Tuesday, November 25, 2008

Change.gov can't happen fast enough

This morning I attended one of the unsung institutions of democracy, the Miami Beach Tuesday Morning Breakfast Club. First-term Commissioner Ed Tobin awed the capacity crowd in David’s CafĂ© with story after story of waste and over-spending he’s found in the city’s operations.

A remedy he’s backing is to put the city’s checkbook online. “Yes!” chorused his listeners, distracted from their perico (eggs and chopped peppers).

Can this be done? What impact would the Florida Sunshine Law have on such openness? If enacted, it could mean a commissioner wouldn’t have to wait weeks or months to learn simple details about how money was spent on projects, and when it was spent.

I’m bringing this up to introduce the Obama transition website, change.gov, where some of this sort of activity already is promised. Including a blog where the president-elect’s appointees speak to the camera and explain themselves. And you can offer a comment.

Oh, there is going to be a mountain of potential in this new government, and I can only rue our antiquated Constitution that makes us wait almost three months after an election until we get what we voted for. We have a government that runs on an 18th-century schedule, and I think it’s foolish to continue like this. Maybe we can’t quite have a transition like the British style, where voters choose members of Parliament who have campaigned with a slate of prospective cabinet officers. When the votes are counted, the winners form a government and march into No. 10 Downing Street where the prime minister lives and works – right away. Shocking, isn’t it? Our counterpart activity would be to have the winner take a break and then start to announce who’s going to be in which office when the White House gets a new occupant in a couple months, on Jan. 20. And we’re lucky that it’s that early – it used to be only in March that the new administration took charge, and that’s why the Great Depression of the ‘30s was so hard to resolve, as FDR couldn’t start new initiatives for months.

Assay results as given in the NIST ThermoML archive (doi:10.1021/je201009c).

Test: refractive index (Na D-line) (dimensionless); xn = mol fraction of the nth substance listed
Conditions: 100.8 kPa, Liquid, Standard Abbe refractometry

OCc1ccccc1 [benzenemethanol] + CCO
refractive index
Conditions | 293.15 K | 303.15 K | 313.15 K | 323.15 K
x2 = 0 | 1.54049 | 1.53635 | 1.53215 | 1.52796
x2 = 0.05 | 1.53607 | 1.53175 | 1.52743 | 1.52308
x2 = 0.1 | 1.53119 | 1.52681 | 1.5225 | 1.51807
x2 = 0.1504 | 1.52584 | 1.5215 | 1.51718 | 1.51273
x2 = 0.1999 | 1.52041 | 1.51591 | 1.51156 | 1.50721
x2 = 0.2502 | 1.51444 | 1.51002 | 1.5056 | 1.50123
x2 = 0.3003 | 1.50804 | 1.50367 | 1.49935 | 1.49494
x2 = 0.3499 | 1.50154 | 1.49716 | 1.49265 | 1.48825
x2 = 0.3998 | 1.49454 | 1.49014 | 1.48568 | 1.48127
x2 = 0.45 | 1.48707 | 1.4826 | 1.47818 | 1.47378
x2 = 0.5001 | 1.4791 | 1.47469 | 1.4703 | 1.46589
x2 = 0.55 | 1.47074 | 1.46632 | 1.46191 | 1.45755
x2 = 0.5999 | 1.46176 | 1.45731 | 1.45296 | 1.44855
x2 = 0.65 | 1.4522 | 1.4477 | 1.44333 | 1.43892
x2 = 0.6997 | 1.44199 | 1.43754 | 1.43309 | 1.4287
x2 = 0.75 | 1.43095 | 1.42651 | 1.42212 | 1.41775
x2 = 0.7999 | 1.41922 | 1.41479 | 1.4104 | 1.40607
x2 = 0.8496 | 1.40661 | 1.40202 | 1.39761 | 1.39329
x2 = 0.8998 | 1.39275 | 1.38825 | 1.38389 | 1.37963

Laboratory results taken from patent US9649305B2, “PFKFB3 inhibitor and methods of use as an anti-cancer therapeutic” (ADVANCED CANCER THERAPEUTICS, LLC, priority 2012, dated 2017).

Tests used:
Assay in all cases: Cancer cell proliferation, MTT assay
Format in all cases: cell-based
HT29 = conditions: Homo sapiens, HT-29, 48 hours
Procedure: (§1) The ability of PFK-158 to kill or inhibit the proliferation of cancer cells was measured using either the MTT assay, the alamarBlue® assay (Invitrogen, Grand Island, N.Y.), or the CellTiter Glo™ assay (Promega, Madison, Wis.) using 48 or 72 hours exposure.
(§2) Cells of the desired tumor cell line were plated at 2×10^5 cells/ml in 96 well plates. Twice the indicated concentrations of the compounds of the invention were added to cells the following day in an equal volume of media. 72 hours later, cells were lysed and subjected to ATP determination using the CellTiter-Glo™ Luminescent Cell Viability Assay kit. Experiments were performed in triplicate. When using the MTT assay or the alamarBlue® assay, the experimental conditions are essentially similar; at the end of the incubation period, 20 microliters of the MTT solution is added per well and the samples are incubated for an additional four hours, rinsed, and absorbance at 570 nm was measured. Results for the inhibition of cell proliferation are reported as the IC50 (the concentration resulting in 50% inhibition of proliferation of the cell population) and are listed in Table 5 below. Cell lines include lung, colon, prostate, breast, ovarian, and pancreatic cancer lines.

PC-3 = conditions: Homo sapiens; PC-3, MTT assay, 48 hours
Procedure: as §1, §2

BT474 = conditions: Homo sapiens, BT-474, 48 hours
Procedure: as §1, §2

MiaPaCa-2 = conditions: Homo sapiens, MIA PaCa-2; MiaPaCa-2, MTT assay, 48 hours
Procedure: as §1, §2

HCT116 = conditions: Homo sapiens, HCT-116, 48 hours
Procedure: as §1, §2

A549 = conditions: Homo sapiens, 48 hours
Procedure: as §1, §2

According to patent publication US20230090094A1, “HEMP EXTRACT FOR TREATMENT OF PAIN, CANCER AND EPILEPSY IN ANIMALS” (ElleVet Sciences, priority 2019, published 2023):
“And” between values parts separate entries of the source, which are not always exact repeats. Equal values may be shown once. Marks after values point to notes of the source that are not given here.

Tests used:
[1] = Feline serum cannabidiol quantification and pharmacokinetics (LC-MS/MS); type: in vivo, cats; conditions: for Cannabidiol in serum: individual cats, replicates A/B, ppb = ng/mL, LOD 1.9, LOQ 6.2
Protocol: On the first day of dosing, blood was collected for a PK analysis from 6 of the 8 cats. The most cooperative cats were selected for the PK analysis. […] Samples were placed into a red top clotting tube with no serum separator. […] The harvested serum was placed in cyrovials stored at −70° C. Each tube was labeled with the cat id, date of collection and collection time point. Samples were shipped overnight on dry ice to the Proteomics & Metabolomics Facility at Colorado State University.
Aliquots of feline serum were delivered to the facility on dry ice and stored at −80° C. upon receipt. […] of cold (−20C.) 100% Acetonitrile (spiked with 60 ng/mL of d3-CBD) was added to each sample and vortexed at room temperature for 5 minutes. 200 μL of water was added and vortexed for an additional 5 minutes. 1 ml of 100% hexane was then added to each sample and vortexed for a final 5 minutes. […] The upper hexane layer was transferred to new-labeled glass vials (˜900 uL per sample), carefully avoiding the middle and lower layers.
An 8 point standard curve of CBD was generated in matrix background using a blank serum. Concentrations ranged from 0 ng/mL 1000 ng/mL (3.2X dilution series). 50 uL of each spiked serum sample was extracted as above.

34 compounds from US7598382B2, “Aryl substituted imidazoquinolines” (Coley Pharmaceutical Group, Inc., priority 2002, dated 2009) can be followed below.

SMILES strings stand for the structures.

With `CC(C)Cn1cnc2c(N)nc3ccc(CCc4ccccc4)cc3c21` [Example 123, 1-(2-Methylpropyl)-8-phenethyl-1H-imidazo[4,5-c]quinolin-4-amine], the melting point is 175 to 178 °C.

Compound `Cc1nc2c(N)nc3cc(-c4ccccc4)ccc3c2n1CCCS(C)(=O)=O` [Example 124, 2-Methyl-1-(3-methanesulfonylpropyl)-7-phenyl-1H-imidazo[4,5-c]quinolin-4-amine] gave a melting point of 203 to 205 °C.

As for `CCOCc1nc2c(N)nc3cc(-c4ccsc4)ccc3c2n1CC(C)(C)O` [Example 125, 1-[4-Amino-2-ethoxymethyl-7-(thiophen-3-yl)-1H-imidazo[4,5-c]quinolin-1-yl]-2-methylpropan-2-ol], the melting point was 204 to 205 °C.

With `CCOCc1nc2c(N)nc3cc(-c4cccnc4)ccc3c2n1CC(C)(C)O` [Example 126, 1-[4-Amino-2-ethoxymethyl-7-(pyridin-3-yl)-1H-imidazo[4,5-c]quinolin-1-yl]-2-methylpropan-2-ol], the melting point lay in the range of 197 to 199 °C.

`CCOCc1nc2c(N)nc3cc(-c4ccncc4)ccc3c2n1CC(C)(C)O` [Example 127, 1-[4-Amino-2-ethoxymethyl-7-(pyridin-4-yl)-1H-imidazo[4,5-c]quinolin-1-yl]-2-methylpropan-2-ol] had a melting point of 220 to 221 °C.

A proposal for Obama’s second term, building on his background in constitutional law: Shrink the transition period as far as possible – one day is my goal. This requires amending the Constitution. Campaigning should by custom include a shadow government for the challenger, and laws if necessary should be changed to permit presumptive cabinet members to take office while accelerated confirmation processes are under way.

Meanwhile we have the speeded-up thing called change.gov and its blog and other outgrowths of the way the Obama campaign subdued all opponents with the help of great Internet sites. Coming next, we shall hope, is a Wiki for the White House, which you can read about in this yeasty piece by Dan Froomkin.

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